PAVA System Variations

There are many different manufacturers of Public Address and Voice Alarm systems and consequently many different designs.

Deciding on the type of system best used in any particular environment can be determined either by the client or by B.L. Acoustics.

The type of system wanted can have dramatic consequences on the cost of both the system itself and the installation.

Great care must be taken when making these decisions.

B.L. Acoustics has the advantage of understanding and choosing from many different system manufacturers to offer the best solution.

 Here are just a few designs detailing their advantages.

Centralised System

Figure 1 shows a typical Voice Alarm System which uses a high frequency tone to monitor the presence of equipment. The tone, which is a high enough frequency not to be heard is fed through the loudspeaker lines to the end of line modules, these then report back to the fault monitoring panel to confirm they are still intact.

Likewise the Fire Interface, Fireman’s Microphone and the Security Microphone generate the same high frequency signal which is detected by the Audio Routing Matrix and then reported to the fault monitoring panel.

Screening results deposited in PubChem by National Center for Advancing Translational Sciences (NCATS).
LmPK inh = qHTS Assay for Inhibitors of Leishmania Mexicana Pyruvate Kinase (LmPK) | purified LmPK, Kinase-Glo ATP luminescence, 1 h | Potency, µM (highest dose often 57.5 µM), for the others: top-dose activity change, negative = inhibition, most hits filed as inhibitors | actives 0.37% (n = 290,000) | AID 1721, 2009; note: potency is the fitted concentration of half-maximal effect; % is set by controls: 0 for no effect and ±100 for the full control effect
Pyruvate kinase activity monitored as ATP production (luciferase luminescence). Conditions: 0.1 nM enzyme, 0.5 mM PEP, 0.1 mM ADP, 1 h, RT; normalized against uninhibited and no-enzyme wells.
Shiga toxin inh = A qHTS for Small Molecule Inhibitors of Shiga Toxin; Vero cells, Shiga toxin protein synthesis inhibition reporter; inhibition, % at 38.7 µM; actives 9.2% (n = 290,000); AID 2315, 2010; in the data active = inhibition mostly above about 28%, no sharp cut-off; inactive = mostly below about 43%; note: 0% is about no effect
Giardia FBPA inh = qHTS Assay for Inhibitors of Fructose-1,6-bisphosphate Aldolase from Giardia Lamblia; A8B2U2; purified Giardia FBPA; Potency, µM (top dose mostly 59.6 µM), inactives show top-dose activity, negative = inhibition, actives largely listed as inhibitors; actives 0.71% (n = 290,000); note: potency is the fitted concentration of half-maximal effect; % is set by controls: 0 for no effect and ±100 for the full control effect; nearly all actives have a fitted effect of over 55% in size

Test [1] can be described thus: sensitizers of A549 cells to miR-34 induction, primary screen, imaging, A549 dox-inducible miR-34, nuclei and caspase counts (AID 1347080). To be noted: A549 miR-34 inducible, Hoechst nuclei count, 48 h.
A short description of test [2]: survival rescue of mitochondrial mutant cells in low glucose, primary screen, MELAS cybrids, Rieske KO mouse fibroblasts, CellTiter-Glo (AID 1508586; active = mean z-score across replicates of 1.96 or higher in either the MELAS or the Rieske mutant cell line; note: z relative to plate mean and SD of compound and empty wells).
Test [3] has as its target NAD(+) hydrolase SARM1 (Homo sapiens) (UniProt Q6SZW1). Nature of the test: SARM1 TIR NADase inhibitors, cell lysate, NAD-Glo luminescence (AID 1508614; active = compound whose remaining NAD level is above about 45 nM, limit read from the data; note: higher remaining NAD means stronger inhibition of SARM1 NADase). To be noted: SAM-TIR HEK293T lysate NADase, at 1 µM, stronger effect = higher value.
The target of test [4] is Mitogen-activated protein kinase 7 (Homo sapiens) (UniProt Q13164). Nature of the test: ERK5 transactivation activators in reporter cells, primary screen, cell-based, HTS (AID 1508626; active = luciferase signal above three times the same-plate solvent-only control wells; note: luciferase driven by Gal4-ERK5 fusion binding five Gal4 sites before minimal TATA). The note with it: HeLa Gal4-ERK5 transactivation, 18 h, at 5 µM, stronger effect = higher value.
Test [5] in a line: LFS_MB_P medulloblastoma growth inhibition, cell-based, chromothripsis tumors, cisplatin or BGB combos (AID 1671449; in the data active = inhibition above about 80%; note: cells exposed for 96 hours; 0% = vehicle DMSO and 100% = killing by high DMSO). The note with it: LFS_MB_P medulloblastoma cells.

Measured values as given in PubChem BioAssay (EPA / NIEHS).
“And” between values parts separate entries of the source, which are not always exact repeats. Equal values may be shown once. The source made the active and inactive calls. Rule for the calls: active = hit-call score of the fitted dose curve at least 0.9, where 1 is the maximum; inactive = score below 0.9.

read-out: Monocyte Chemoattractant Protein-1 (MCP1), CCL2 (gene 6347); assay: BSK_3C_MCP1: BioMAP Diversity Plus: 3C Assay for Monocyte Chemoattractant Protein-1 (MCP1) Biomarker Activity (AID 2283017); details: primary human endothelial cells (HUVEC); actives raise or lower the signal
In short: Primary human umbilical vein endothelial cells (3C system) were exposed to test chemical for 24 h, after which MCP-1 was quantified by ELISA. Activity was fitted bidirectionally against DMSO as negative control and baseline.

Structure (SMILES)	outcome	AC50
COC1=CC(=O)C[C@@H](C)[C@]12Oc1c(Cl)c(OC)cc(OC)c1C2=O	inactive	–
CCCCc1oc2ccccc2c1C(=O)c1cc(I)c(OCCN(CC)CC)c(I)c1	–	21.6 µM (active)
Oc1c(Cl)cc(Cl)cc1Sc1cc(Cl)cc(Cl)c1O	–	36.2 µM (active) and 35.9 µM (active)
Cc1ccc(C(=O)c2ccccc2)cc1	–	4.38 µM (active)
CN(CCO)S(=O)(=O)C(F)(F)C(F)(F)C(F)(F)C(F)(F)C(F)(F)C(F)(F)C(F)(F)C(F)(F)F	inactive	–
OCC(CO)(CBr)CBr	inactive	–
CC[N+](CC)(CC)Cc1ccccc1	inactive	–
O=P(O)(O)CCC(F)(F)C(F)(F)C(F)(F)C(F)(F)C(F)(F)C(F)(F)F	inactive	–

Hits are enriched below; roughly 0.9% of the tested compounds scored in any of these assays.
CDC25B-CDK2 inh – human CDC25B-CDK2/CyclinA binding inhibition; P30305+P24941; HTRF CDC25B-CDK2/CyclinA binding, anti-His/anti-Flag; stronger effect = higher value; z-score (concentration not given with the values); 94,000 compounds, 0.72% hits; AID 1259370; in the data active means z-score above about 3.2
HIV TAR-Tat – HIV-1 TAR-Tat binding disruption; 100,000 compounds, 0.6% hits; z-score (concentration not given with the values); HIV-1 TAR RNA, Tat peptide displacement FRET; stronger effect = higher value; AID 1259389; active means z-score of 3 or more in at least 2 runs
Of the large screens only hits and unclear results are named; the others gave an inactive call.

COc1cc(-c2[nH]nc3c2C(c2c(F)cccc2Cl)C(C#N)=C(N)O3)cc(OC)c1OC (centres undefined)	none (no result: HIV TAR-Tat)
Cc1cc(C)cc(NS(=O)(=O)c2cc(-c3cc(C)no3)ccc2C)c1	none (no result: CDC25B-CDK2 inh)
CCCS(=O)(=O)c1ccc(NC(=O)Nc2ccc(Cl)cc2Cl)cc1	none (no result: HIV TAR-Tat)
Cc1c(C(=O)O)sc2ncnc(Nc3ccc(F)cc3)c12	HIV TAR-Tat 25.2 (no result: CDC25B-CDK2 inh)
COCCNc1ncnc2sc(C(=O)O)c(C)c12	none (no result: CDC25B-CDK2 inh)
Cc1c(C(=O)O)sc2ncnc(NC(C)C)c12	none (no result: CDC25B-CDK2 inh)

This is an extremely reliable system but loudspeaker lines cannot be spurred off and cable installation can be expensive if required over large sites as all the lines arrive at and originate from a single source i.e. the equipment rack.

De-Centralised System

The system detailed below in Figure 2 works on an entirely different principal in that it is comprised of multiple stations which are linked together in a ring, each of which provides amplification to their own respective area.

Each station is networked via a single cable enabling information to travel in both directions.

If the link were to become detached at a single point, the information would communicate from the other direction upholding the system integrity.

Microphones and interfaces can be integrated at any station.

This system has a high degree of integrity and provides an ideal solution for larger buildings or sites with multiple buildings and avoids the huge cost of loudspeaker cabling to a central source.

In addition to the two main concepts shown above, there are many different ways in which the systems internal functions can operate.

These also have a bearing on the overall costs and abilities of the systems.

The Programmable Audio Routing Matrix